None of this is to say that we should ignore the manifesto’s shortcomings. We should use it as a basis to develop wide discussion of the policies and wider politics the labour movement needs – to enrich, deepen, correct and radicalise Labour’s program in the years ahead, whether that’s under a Corbyn government or in opposition. We have wasted too much time not doing that over the last 18 months.
So, for instance, halting the push for academisation does not answer what should be done about the huge number of schools now outside local authority control. For instance, the biggest council house building program “for at least thirty years” would still leave us with a massive shortage of housing. For instance – and this issue is central and decisive – repealing the Trade Union Act would still leave the vast bulk of the anti-union/anti-strike laws in place (I suspect this omission is the work of the leaders of the big unions, who have no desire to make it easier for workers to strike with less reference to them).
Then there are issues like support for renewal of Trident and membership of NATO, where our progress so far has been negligible and we need to not so much develop the party’s policy as change it.
But again: with this manifesto we have a very good basis to develop things from; and a good basis to argue for radical, pro-working class policies on the doorstep, in workplaces and in the community.
There is plenty of evidence that the policies contained are popular. What is needed is to make them effective by mobilising the party’s mass membership to convince people that the dominant narrative of the last thirty years – that nothing beyond crumbs from the table of the rich is possible – and the last ten – that the majority must accept getting worse and worse off, without even crumbs – is challengeable. We need to convince workers politically ground down to believe that no serious improvement can possibly be realised that all kinds of things are possible – if we educate, organise and fight for them. In other words, we need to refound working-class politics.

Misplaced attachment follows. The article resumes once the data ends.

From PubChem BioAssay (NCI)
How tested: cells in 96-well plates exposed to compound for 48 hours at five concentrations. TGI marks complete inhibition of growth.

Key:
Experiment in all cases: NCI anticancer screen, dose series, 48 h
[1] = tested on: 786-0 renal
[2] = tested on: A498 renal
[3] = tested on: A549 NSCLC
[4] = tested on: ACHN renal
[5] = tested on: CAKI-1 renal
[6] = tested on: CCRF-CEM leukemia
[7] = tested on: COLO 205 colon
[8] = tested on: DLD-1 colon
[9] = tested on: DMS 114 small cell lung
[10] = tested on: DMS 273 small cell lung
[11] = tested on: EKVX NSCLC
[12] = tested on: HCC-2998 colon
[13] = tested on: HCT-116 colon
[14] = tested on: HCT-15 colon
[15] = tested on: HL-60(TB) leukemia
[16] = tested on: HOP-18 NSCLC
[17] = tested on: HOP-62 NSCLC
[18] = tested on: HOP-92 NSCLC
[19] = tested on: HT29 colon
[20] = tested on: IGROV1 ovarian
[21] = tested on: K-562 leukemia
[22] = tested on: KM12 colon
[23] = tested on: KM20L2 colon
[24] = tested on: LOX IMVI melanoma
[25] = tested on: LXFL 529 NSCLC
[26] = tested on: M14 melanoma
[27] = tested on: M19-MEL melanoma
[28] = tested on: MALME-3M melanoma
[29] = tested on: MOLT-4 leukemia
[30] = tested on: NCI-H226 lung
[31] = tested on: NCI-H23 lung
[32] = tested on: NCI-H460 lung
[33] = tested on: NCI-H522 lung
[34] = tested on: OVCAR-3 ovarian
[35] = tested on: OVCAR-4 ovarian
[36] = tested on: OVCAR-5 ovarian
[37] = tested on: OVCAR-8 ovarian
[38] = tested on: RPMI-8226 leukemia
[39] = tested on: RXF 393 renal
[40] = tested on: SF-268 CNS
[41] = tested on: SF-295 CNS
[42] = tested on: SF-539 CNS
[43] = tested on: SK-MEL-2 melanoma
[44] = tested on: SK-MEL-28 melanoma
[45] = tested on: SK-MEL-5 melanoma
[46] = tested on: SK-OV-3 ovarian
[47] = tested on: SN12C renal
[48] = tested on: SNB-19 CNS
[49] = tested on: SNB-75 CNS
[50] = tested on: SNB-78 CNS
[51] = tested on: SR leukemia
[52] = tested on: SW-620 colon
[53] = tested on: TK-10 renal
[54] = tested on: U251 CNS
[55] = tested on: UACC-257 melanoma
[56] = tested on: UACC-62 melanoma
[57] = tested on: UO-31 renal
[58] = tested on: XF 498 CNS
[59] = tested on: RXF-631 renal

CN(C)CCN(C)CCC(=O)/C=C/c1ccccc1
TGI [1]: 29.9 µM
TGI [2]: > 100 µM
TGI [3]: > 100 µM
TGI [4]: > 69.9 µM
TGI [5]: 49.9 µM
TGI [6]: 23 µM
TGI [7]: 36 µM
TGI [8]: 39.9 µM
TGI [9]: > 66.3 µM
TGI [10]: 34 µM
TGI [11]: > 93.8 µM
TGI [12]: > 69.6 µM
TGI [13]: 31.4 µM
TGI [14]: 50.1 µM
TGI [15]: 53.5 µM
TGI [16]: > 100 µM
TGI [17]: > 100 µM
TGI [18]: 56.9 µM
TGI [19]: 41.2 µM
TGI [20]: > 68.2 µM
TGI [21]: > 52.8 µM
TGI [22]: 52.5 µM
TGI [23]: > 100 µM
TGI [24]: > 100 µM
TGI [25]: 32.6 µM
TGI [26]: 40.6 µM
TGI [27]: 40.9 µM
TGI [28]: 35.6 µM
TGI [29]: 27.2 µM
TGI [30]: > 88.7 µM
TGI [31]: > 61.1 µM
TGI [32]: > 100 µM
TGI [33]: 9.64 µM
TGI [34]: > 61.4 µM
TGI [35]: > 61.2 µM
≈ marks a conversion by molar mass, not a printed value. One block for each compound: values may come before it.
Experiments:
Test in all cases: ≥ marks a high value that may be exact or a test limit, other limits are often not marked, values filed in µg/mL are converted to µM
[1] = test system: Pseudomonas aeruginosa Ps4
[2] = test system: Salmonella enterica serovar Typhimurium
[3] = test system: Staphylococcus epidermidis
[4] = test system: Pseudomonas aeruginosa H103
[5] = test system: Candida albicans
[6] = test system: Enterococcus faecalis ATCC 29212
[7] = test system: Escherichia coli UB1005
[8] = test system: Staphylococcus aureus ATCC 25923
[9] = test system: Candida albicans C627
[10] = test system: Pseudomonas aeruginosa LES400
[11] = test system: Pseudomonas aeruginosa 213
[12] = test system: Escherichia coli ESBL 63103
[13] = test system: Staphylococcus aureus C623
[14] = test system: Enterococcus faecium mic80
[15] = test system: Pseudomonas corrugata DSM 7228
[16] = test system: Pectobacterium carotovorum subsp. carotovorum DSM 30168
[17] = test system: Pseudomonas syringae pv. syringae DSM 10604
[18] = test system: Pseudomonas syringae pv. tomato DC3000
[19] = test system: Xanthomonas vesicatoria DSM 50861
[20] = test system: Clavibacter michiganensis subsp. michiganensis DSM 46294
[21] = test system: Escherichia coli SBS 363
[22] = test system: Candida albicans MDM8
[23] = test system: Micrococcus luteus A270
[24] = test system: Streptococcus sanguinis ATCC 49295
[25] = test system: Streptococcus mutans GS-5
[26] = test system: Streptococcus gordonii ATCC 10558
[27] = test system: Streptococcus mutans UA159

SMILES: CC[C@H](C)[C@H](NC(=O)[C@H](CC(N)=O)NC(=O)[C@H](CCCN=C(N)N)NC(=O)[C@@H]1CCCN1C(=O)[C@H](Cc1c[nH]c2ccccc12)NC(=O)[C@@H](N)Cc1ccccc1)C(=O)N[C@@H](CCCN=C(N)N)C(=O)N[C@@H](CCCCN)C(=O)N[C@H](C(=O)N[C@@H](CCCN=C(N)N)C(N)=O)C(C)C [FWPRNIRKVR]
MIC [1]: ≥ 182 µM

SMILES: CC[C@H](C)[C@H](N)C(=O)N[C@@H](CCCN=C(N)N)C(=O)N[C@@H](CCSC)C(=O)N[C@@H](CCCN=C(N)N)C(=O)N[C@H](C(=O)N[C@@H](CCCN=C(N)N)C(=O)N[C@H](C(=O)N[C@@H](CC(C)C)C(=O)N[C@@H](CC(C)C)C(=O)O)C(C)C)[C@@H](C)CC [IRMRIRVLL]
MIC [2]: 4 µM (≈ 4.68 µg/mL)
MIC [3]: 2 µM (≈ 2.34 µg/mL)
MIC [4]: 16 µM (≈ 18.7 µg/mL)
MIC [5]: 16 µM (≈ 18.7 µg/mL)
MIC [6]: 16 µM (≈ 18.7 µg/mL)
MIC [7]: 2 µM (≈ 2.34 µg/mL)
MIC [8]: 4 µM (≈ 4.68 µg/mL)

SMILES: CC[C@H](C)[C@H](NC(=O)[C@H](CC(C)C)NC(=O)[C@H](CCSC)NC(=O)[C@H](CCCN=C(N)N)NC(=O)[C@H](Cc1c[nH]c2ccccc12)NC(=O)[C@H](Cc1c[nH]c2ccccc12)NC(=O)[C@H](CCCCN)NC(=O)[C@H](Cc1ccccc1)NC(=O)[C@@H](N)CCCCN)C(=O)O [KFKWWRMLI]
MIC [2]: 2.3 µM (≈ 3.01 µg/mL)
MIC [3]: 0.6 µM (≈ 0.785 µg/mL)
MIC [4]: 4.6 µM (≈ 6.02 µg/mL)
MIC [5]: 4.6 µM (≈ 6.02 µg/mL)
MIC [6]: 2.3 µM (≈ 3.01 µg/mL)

There is just one issue on which the manifesto actively goes in the wrong direction, and that is on endorsing the end of freedom of movement from Europe after Brexit. We are left with the paradox of a very positive tone towards migrants and migration, far more than for many decades, and yet the most restrictive immigration policy the party has had for many decades too. As canvassers in many areas will confirm, this is no small issue! My view is that, in so far as we can, we should simply ignore what the party says and argue for free movement. To someone seriously convinced by nationalist anti-migrant arguments, in any case, “Labour is against free movement too” will not be convincing.
After the election, we need that great discussion around policy, about what the labour movement should demand, intertwined with a fight to democratise the Labour Party so that democratically-decided policies (above all, policies agreed by Labour conference) stick. That discussion needs to start among activists out campaigning, now. If Labour wins the election, we need to defend the manifesto, insist it is implemented, fight to ditch the bad bits (particularly on immigration) and improve the best as much is possible, and push the discussion forward.
If Jeremy Corbyn becomes prime minister, the wild denunciation and huge pressure being levelled on the Labour leadership will not come to an end but probably ramp up. We will have to resist huge pressure to retreat. Activists should learn about what happened to Francois Mitterand’s government in France after 1981, or Syriza in Greece in 2015.
If we lose, we also need to defend the manifesto, exposing and fighting the inevitable claims from the Labour right it was too radical.
Whatever the outcome, the fight to defend and develop Labour’s policies from the manifesto is very much bound up with rebuilding the party as a living movement of activists that expresses and struggles for the interests of the working class. Neither will be possible without the other.